One of the cleverest tacticians of the American Revolution, and surely one of its most colorful and controversial characters, was Henry Knox, a Boston bookseller who went on to become George Washington’s first Secretary of War. Local historian Bob Ulrich will give a talk about this little-known Founding Father at 7 p.m. on Thursday, April 6 at Knox’s Headquarters in Vails Gate.
Knox was a sort of 18th-century Zelig, always in the thick of history-making events. He helped lift the siege of Boston by hauling cannons confiscated from Fort Ticonderoga on sledges across the Berkshires in winter. He witnessed the Boston Massacre, organized the artillery at the Battle of Bunker Hill, very likely participated in the Boston Tea Party, helped court-martial Major André, managed the logistics for the audacious Crossing of the Delaware and stood next to General Washington when he stepped down at Fraunces Tavern. He was friends with Alexander Hamilton and had a long and happy marriage to the daughter of a Tory family, who disowned her.
After the war, Knox founded the Society of the Cincinnati and came up with the idea that West Point should become the site of the US Military Academy. Put in charge of brutal militia campaigns to remove indigenous people from their lands in what was then the new nation’s northwest frontier, he did his duty, but called such dispossession “a great violation of the fundamental laws of nature.” He preferred diplomacy with Native peoples, but ruthlessly evicted settlers from his wife’s family’s landholdings in Maine. He made fortunes through land speculation and other risky business ventures, then lost them again. Though Knox charmed many of his contemporaries, Nathaniel Hawthorne vilified him as the model for Colonel Pyncheon in The House of the Seven Gables. Really, there ought to be a movie about this guy.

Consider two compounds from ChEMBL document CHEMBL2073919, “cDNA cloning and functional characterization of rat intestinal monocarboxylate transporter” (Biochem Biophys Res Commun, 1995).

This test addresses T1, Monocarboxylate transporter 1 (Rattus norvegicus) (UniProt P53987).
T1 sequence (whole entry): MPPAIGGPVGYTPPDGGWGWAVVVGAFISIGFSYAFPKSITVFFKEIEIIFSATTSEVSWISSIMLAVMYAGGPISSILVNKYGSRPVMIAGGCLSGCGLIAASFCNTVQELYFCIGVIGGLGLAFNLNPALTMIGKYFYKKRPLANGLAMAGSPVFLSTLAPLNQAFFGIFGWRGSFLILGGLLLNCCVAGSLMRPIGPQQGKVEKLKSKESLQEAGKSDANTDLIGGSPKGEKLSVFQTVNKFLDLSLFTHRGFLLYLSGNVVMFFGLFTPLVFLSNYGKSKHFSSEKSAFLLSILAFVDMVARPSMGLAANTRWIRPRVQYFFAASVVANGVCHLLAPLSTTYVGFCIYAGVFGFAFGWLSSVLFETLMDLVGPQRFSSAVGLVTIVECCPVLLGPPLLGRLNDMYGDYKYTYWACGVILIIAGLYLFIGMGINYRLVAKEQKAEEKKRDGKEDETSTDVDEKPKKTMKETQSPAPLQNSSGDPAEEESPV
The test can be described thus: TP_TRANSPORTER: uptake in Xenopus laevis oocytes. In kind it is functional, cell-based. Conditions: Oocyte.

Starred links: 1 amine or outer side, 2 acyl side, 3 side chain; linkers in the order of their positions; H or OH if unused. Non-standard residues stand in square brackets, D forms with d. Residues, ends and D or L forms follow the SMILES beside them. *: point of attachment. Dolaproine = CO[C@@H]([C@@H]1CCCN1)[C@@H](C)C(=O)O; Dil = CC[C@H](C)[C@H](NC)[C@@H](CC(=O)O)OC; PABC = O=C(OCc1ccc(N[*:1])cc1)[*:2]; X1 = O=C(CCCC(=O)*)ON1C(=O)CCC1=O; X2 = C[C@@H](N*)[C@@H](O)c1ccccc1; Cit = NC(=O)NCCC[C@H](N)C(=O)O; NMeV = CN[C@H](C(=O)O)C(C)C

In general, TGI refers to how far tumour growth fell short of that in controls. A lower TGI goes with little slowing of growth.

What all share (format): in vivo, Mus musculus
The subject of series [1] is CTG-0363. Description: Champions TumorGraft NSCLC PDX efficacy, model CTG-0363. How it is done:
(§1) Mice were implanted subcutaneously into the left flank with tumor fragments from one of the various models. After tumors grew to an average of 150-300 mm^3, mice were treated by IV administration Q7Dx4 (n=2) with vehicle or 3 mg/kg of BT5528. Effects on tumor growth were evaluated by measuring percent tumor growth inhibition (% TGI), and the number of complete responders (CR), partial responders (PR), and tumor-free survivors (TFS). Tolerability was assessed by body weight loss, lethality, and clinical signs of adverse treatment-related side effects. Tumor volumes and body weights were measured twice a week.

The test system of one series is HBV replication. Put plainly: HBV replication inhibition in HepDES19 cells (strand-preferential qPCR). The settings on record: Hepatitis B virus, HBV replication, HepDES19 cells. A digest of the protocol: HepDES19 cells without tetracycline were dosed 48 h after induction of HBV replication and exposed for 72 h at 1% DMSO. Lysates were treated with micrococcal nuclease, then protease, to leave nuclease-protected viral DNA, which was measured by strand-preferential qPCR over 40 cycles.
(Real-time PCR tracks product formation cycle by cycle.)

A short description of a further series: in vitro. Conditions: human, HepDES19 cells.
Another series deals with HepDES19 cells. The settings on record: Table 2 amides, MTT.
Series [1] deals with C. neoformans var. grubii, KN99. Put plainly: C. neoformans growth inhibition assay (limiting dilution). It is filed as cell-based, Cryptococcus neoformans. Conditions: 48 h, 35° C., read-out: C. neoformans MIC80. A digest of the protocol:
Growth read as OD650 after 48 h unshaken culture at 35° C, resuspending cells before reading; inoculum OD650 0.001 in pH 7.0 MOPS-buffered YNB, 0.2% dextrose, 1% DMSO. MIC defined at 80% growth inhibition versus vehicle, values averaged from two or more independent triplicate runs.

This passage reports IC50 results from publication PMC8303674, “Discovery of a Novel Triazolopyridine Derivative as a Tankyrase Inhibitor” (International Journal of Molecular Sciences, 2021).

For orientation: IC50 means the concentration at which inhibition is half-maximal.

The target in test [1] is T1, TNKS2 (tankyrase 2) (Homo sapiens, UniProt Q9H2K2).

Located at 289 Forge Hill Road at the intersection of Forge Hill Road and Blooming Grove Turnpike (Route 94), the 1754 Georgian-style house in Vails Gate now known as the Knox’s Headquarters Historic Site was the home of John Ellison during the Revolutionary War. Major General Henry Knox, then commander of Continental Army’s artillery, established his military headquarters in the building. Find out much more about this fascinating, mercurial character at the next lecture in the site’s Thursday Night Speaker Series.
Admission is by a suggested donation of $5 for the general public, $3 for members. To reserve your seat, call (845) 446-2134. For more info, visit https://parks.ny.gov/historic-sites/5/details.aspx.